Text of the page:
RBI's Raghuram Rajan cautioned against the Narendra Modi government's 'Make in India' mantra; suggesting that regional and domestic growth  be key focus areas rather than an export-driven strategy.

Raghuram Rajan, Governor, Reserve Bank of India

Delivering the Bharat Ram Memorial Lecture in New Delhi, Rajan said an export oriented strategy for growth, given the current circumstances, would prove ineffective, as the industrial world is facing stagnation, forcing other emerging markets to also reconsider their export-driven strategies.

Make in India - Primarily for India

He said 'Make in India,' does not have to mean an 'increased focus on manufacturing,' trying to replicate China's export-led growth path, but emphasised that the continued depression in the global economy was unlikely to be able to absorb any further significant imports in the foreseeable future.

He pointed out that an export-led growth will not be as easy for India as was the case with other Asian economies, who took the path earlier.

Inflation and GST

The RBI is likely to discuss with the government on a timeline to take the economy within the inflation band of 2% to 6%, he said.

Dr.Rajan articulated his agenda for achieving higher growth, recommending the government to reduce red tape; increase focus on making it easier to do business in India; ensure a quick rollout of the Goods and Services Tax bill (GST) and to improve norms that would help banks recover stressed loans.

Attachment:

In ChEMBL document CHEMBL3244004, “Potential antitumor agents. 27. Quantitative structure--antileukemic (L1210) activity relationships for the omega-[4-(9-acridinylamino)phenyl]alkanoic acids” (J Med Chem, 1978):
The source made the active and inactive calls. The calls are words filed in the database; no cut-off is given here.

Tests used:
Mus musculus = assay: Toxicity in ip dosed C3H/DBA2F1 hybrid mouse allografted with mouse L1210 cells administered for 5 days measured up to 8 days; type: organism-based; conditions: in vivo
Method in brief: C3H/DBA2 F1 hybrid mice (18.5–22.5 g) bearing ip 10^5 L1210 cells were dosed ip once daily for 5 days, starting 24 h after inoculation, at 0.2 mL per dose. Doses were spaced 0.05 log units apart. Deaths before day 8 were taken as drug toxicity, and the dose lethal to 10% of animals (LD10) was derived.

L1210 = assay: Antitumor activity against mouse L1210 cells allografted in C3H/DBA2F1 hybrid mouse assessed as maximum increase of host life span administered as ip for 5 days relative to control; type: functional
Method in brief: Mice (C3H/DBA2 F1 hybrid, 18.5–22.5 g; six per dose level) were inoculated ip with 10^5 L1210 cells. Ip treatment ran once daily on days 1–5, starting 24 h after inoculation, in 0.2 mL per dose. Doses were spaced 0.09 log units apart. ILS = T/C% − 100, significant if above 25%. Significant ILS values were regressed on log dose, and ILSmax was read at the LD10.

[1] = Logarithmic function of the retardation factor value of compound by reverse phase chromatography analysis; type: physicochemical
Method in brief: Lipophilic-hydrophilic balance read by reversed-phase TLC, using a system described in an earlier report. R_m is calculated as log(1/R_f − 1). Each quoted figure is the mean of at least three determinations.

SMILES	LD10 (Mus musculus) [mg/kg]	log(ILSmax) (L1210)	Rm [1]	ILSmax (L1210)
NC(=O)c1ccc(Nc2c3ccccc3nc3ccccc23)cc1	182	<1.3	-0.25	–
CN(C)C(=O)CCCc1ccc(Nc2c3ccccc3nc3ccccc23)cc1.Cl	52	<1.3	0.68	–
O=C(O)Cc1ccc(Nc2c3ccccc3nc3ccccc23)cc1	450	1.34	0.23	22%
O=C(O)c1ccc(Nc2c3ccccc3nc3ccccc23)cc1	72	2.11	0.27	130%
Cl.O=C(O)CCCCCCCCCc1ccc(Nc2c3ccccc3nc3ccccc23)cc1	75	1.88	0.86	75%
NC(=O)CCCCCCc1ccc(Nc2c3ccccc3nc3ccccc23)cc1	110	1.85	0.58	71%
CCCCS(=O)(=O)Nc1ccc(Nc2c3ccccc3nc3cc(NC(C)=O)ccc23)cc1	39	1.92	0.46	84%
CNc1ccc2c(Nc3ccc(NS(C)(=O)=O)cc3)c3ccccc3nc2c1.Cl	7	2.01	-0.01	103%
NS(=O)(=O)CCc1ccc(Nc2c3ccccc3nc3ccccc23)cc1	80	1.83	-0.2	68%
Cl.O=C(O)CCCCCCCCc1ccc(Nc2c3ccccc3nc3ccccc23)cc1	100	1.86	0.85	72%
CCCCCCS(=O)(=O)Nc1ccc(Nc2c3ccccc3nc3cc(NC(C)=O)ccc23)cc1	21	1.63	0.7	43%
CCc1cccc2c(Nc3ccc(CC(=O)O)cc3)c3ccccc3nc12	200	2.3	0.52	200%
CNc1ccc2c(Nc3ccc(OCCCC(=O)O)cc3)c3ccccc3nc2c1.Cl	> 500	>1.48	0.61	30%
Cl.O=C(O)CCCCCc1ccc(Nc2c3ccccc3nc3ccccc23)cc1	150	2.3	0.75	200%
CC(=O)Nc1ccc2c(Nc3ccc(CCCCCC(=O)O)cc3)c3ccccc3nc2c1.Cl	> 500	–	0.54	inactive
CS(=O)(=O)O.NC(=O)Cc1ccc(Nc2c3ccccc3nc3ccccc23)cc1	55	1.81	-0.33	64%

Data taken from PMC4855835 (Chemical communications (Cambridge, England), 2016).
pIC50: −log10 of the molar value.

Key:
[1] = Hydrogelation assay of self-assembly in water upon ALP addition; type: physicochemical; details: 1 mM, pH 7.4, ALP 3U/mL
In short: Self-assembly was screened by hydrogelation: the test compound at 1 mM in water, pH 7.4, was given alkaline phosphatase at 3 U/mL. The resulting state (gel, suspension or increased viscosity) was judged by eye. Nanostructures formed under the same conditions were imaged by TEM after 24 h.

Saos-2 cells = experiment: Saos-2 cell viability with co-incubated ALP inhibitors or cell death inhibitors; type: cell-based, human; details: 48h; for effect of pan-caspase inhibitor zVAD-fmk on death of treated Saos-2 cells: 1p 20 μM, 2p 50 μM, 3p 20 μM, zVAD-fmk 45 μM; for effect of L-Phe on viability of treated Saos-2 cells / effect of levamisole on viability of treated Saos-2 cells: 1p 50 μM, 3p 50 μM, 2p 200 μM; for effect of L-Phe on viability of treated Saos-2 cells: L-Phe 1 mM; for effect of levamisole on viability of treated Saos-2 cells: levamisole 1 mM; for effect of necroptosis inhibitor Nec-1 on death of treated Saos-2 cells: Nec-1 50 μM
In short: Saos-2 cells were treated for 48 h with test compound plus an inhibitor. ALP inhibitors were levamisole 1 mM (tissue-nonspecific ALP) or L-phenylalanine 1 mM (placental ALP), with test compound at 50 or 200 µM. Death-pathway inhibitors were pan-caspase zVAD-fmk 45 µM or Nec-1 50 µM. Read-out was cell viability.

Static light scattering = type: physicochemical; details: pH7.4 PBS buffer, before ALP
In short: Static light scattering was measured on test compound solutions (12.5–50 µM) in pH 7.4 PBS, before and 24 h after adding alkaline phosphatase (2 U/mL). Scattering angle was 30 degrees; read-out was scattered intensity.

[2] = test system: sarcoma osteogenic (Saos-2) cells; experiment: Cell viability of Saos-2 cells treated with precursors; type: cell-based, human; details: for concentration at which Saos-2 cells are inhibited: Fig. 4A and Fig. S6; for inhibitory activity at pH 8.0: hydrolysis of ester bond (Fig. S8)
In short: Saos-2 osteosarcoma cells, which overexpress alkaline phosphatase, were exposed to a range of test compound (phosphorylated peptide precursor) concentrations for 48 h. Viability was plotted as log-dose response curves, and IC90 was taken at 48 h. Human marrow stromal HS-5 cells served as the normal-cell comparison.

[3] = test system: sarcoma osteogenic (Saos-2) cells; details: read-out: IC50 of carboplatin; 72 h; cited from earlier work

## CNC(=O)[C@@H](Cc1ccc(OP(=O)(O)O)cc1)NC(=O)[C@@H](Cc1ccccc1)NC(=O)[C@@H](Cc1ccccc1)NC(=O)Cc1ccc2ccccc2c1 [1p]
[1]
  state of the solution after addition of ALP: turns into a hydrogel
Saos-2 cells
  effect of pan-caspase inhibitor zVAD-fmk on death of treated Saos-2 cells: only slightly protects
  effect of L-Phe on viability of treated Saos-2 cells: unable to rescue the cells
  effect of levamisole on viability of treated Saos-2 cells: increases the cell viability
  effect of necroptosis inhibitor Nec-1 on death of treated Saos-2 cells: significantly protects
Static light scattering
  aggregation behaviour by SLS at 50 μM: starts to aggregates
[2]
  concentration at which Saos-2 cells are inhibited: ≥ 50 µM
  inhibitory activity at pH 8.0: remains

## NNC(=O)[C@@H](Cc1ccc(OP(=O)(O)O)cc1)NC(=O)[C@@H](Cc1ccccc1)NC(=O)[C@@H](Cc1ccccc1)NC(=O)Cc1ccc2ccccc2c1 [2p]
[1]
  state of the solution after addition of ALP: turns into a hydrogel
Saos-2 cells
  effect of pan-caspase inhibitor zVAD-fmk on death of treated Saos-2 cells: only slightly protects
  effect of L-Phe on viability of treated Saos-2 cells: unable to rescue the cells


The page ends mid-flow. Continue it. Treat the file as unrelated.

Reducing state border taxes, through a well designed GST bill, would help create a 'truly national market for goods and services,' a critical aspect required for future economic growth, he said.

With a muted external demand, India's local production could still profit from increasing internal demand.

Dr.Rajan noted that India would have to work on creating the 'strongest sustainable unified market,' which needs a significant reduction in the cost of transaction across the country.

The 'arbitrary' nature of numerous inspectors holding the power to close down business and aided by petty bureaucrats, strengthened by the myriad mysterious regulations, turns them tyrants, Rajan noted, stressing that the government's ambition to reduce the cost of doing business in India would need the present scenario to change to one that assists business rather than hinder it.

Help Banks Recover Stressed Assets

Referring to the courts, the government and the Reserve Bank itself, the Governor said, "We should not make banks' task harder by creating impediments in the process of turning around, or recovering, stressed assets."

India needs to invest in idea-producing institutions including research departments of official local bodies, think tanks and universities, Rajan added.